Uniform TitlePhysiology and molecular ecology of chemolithoautotrophic nitrate reducing bacteria at deep sea hydrothermal vents
NameVoordeckers, James Walter (author), Vetriani, Constantino (chair), Haggblom, Max (internal member), Young, Lily (internal member), Kerkhof, Lee (outside member), Rutgers University, Graduate School - New Brunswick,
SubjectMicrobiology and Molecular Genetics,
Hydrothermal vent ecology,
DescriptionAt hydrothermal vent systems, the ability of microorganisms to use sulfur containing compounds for metabolic purposes has been long established while little is known regarding nitrogen metabolism. The objective of this thesis was to gain a better understanding of how microorganisms are involved in the cycling of nitrogen at deep sea hydrothermal vents through culture dependent and independent methods, isolation of novel nitrate reducing microorganisms, and phylogenetic surveys (16S rRNA gene, citrate lyase (aclA and aclB), and periplasmic nitrate reductase (napA)) of isolates and environmental samples. Sulfide, fluid, and bacterial filament samples from three separate hydrothermal vent sites (Rainbow, Logatchev, and Broken Spur) along the Mid Atlantic Ridge (MAR) and from 9° N on the East Pacific Rise (EPR) were used for isolation and phylogenetic surveys. Several novel autotrophic nitrate ammonifying bacterial strains belonging to the Epsilonproteobacteria were isolated with strain TB2 described as a new species, Caminibacter mediatlanticus. Phylogenetic surveys of the 16S rRNA gene, aclB, and napA showed the dominance of C. mediatlanticus related organisms at the Rainbow hydrothermal vent system indicating that we had successfully isolated an environmentally relevant organism. The environmental survey for napA was the first to be completed for deep sea hydrothermal vents. The phylogenetic survey of napA in reference organisms and environmental samples indicated that there is a wide diversity of Epsilonproteobacterial related sequences present at hydrothermal vents, with the greatest diversity seen within the mesophilic temperature range. It also appears that the periplasmic nitrate reductase gene (napA) is possibly being laterally transferred between members among the Epsilonproteobacteria.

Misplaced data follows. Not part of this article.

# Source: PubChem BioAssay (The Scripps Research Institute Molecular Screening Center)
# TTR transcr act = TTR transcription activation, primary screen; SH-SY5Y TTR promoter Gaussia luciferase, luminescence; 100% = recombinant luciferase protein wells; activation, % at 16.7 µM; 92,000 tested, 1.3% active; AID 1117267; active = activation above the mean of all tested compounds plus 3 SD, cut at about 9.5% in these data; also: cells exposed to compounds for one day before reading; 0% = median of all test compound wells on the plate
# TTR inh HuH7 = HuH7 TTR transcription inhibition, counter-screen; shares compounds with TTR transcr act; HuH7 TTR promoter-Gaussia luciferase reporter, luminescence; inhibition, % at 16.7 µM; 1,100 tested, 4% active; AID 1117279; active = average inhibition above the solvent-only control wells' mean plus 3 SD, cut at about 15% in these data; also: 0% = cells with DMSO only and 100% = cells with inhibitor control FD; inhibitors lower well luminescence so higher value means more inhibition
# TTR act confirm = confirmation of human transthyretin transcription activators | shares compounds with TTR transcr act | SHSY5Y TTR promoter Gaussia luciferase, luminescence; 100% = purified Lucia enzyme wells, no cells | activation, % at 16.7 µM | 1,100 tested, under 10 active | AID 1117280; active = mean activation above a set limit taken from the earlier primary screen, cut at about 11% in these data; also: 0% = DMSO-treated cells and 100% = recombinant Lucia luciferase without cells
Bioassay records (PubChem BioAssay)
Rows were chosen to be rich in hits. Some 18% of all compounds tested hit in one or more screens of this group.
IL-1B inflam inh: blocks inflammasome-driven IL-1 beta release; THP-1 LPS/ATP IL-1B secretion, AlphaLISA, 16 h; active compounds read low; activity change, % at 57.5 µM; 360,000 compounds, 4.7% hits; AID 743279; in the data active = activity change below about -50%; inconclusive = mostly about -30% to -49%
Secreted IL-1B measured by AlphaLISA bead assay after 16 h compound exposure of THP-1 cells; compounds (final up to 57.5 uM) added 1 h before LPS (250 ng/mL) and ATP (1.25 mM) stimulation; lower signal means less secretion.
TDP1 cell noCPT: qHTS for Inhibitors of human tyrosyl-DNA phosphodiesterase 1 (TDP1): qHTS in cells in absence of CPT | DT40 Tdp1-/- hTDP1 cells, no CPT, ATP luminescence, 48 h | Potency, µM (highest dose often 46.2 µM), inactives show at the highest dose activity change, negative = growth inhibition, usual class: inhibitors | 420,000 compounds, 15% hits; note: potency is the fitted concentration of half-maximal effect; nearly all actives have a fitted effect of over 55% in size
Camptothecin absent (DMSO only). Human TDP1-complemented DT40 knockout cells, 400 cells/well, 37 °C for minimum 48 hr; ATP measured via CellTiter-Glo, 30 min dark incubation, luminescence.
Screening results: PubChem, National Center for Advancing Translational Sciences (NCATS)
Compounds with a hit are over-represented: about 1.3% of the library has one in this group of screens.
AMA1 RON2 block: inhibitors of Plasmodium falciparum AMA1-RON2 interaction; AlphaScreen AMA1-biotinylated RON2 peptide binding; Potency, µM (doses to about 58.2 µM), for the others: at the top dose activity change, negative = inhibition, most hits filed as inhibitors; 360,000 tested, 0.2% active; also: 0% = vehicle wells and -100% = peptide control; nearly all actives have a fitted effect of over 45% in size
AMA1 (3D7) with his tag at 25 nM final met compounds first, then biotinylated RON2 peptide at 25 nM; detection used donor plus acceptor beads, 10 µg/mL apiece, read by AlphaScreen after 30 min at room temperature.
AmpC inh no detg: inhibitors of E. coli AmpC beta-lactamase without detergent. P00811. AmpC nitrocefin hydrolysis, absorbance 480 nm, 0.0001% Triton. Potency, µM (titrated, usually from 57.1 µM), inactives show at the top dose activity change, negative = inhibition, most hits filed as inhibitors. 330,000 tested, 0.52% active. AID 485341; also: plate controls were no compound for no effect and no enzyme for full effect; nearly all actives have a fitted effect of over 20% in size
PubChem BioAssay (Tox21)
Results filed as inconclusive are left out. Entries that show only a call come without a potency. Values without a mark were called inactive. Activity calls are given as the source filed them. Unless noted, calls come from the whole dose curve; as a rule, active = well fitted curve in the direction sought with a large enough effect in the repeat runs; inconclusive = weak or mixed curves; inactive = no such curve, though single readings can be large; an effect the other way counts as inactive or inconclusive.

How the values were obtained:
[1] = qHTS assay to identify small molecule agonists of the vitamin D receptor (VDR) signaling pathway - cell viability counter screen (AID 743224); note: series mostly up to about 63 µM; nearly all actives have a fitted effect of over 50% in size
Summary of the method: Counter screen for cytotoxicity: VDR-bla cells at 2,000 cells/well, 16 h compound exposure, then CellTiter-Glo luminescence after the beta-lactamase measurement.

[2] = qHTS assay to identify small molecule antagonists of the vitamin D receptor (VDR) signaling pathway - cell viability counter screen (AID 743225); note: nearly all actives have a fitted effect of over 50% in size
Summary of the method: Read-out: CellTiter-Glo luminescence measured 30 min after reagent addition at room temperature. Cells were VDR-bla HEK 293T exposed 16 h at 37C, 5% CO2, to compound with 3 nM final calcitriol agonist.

NoteIncludes bibliographical references (p. 102-114).
CollectionGraduate School - New Brunswick Electronic Theses and Dissertations
Organization NameRutgers, The State University of New Jersey
RightsThe author owns the copyright to this work.